I plan to begin an extended consideration of Matthew 16:13-19 soon, but before I do I want to continue to explore C.S. Lewis's analogy a bit (for those just tuning in, Lewis likens the church to a house with many rooms, each of which represents a particular denominational tradition. The rooms open up to a common hallway, which represents what he calls "mere Christianity").

Now, in a real house there is rarely any ambiguity about where the hallway actually is. I mean, it's pretty obvious, right? That long narrow thing with doors on either side? That's the hallway.

But is it that simple in Lewis's "house"? What exactly constitutes "mere Christianity" anyway? I know that D.L. Moody claimed he could write the gospel on a dime, but that just causes one to wonder if the message that can fit on it is worth more than the coin it's written on.

Is Reformed covenant theology a part of "mere Christianity"? What about the substitutionary atonement? Infant baptism? The real presence of Christ in the Supper? The ever-virginity of Mary?

My guess is that Clive Staples would tell us that "mere Christianity" is what you find in the creeds of the early church. The question immediately arises, "Which ones?" Do we accept the declarations of the first four councils (Nicaea, Constantinople, Ephesus, and Chalcedon)? The first seven? All twenty-one?

And if our answer is that we only accept the decrees of those councils that were faithful to Scripture, then does that not just put us back in the position of not agreeing about where the hallway is?

I guess what I'm asking is this: Ought our faith to be reduced to its lowest common denominator? And if not, how much unity are we willing to sacrifice for the luxury of expressing our faith more robustly?

Sunday, September 21, 2008

Little Boxes Made of Ticky-Tacky

Continuing our discussion of C.S. Lewis's analogy of the Christian church being like a house with many rooms (denominational traditions) with a common hallway connecting them ("mere Christ-ianity"), I would like to highlight a few qualms I have. Now I realize that all illustrations break down at some point or another, but it seems like this one starts to fall apart pretty quickly upon an initial examination.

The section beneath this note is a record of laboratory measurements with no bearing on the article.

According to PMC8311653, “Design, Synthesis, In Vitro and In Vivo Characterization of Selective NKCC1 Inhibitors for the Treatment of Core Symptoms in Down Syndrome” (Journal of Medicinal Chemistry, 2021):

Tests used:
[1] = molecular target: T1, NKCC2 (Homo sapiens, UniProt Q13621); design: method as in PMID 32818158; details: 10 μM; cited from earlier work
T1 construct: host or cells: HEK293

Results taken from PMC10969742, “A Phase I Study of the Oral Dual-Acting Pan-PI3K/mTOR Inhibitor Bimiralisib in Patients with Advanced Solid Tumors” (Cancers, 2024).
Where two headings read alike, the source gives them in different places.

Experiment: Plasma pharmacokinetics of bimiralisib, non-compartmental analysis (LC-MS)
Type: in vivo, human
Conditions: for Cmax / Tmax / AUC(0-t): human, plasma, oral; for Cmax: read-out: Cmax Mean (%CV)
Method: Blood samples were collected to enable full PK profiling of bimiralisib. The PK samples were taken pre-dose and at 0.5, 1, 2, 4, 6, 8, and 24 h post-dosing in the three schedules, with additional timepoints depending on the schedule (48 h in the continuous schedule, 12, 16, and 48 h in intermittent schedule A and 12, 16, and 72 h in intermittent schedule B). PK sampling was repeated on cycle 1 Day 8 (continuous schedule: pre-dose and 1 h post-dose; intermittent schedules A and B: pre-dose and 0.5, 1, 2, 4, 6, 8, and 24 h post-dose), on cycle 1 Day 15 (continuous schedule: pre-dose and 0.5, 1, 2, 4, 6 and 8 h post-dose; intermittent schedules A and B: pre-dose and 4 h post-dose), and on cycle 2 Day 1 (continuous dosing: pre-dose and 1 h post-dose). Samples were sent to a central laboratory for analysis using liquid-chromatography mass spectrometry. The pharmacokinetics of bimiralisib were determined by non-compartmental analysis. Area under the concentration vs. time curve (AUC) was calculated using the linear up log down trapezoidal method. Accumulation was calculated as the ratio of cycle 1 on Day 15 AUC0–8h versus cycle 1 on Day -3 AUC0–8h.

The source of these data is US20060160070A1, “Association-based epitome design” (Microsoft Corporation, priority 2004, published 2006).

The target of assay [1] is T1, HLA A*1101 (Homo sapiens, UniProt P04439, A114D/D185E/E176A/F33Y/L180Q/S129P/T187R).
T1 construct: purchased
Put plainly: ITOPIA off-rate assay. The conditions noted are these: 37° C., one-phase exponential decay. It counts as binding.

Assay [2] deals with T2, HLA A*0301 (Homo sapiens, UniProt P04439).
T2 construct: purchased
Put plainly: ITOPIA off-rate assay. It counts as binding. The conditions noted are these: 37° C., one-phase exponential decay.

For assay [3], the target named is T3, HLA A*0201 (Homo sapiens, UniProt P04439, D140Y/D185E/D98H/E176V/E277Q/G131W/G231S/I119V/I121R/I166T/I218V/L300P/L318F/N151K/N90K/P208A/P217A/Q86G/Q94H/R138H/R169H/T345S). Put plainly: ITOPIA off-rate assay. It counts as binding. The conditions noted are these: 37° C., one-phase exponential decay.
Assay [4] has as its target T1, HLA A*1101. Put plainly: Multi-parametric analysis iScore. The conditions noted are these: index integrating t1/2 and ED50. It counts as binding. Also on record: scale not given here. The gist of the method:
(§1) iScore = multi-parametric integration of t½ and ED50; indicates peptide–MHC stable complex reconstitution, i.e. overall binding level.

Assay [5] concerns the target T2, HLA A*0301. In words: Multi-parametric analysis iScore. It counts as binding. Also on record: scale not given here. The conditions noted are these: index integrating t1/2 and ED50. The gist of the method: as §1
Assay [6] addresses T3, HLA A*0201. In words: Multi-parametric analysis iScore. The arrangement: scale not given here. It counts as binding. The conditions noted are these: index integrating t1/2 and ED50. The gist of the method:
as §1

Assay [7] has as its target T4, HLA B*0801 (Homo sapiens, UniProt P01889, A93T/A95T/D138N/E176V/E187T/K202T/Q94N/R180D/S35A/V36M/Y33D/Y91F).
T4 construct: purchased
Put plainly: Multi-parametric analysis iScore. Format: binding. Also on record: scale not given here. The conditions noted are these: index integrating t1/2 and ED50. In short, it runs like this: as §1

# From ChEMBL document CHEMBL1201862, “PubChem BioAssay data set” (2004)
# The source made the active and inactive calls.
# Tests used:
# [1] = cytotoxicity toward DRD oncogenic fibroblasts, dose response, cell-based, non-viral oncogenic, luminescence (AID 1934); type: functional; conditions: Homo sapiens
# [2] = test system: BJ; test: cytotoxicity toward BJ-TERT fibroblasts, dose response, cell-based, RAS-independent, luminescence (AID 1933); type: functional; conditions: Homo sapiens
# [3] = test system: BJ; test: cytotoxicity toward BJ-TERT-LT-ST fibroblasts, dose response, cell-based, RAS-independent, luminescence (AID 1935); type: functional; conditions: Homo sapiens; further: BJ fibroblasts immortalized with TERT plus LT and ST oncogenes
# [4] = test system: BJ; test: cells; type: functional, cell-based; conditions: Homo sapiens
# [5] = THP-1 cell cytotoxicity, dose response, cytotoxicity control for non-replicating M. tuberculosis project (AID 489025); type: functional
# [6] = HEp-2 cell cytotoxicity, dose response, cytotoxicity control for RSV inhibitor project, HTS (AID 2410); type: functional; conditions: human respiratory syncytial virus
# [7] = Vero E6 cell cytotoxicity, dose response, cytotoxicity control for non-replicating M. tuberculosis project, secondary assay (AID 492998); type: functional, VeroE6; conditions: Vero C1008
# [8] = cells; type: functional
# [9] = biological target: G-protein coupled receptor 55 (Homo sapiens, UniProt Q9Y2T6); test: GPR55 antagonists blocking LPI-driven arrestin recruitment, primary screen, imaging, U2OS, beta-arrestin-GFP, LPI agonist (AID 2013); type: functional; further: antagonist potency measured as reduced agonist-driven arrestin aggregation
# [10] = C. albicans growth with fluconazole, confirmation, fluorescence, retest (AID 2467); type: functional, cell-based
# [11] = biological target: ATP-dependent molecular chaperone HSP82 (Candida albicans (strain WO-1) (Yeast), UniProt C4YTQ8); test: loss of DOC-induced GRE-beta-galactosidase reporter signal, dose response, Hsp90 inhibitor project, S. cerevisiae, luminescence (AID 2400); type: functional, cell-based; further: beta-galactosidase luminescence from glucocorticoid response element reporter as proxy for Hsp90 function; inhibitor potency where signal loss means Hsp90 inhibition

Now on a purely architectural level it is certainly true that the thing underneath a roof and between four outside walls is a house, that the things behind the inside doors are rooms, and that the thing to which the inside doors open is a hallway. But is it legitimate to then say that, on an ecclesiastical level, the existence of multiple church groups and denominations equals one church?

It depends. If the "church" being described by Lewis's house is invisible, then sure, it is possible to say that the full number of elect souls who eventually wind up in heaven will have worshiped in varying local churches throughout history. No real controversy there.

But if Lewis's house is one of those houses that you can actually see from the street (i.e., the visible kind), then that changes things a bit. Sure, most Christians claim to accept other Christians as fellow housemates, but according to Paul, true unity is not only verbal, it is sacramental. If it is true that there is "one God," "one Lord," and "one Spirit," it is also true that there is "one body," "one faith," and "one baptism" (Eph. 4:4-5). This means that the claim on the part of an evangelical that he is "one" with a newly-converted cradle-Presbyterian is an empty claim if he insists that the Presbyterian be re-baptized upon his conversion. To give another example, if a Lutheran minister refuses to offer the bread and cup to a Reformed minister, or if a Reformed minister refuses to commune a Baptist, then any claim of unity rings rather hollow.